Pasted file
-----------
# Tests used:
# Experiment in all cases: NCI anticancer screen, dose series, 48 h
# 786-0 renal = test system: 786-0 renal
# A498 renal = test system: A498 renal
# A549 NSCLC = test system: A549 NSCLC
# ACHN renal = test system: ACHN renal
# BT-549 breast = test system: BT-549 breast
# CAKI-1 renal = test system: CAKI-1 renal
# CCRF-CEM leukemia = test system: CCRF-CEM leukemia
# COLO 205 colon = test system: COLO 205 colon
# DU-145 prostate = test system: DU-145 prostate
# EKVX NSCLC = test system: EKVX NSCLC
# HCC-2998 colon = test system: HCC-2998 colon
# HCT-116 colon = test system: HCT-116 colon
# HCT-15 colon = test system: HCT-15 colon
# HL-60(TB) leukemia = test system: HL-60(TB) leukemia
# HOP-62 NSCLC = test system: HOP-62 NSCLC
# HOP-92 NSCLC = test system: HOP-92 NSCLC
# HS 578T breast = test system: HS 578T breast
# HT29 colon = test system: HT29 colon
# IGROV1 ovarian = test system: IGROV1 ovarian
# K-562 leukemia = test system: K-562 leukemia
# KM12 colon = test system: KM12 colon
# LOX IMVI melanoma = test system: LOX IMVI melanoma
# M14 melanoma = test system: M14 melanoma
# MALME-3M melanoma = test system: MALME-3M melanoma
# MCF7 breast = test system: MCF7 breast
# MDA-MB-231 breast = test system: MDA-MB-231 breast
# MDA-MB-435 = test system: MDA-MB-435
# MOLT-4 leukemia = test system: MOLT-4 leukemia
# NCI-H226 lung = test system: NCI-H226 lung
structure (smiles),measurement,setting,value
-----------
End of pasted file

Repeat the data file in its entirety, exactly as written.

# Tests used:
# Experiment in all cases: NCI anticancer screen, dose series, 48 h
# 786-0 renal = test system: 786-0 renal
# A498 renal = test system: A498 renal
# A549 NSCLC = test system: A549 NSCLC
# ACHN renal = test system: ACHN renal
# BT-549 breast = test system: BT-549 breast
# CAKI-1 renal = test system: CAKI-1 renal
# CCRF-CEM leukemia = test system: CCRF-CEM leukemia
# COLO 205 colon = test system: COLO 205 colon
# DU-145 prostate = test system: DU-145 prostate
# EKVX NSCLC = test system: EKVX NSCLC
# HCC-2998 colon = test system: HCC-2998 colon
# HCT-116 colon = test system: HCT-116 colon
# HCT-15 colon = test system: HCT-15 colon
# HL-60(TB) leukemia = test system: HL-60(TB) leukemia
# HOP-62 NSCLC = test system: HOP-62 NSCLC
# HOP-92 NSCLC = test system: HOP-92 NSCLC
# HS 578T breast = test system: HS 578T breast
# HT29 colon = test system: HT29 colon
# IGROV1 ovarian = test system: IGROV1 ovarian
# K-562 leukemia = test system: K-562 leukemia
# KM12 colon = test system: KM12 colon
# LOX IMVI melanoma = test system: LOX IMVI melanoma
# M14 melanoma = test system: M14 melanoma
# MALME-3M melanoma = test system: MALME-3M melanoma
# MCF7 breast = test system: MCF7 breast
# MDA-MB-231 breast = test system: MDA-MB-231 breast
# MDA-MB-435 = test system: MDA-MB-435
# MOLT-4 leukemia = test system: MOLT-4 leukemia
# NCI-H226 lung = test system: NCI-H226 lung
structure (smiles),measurement,setting,value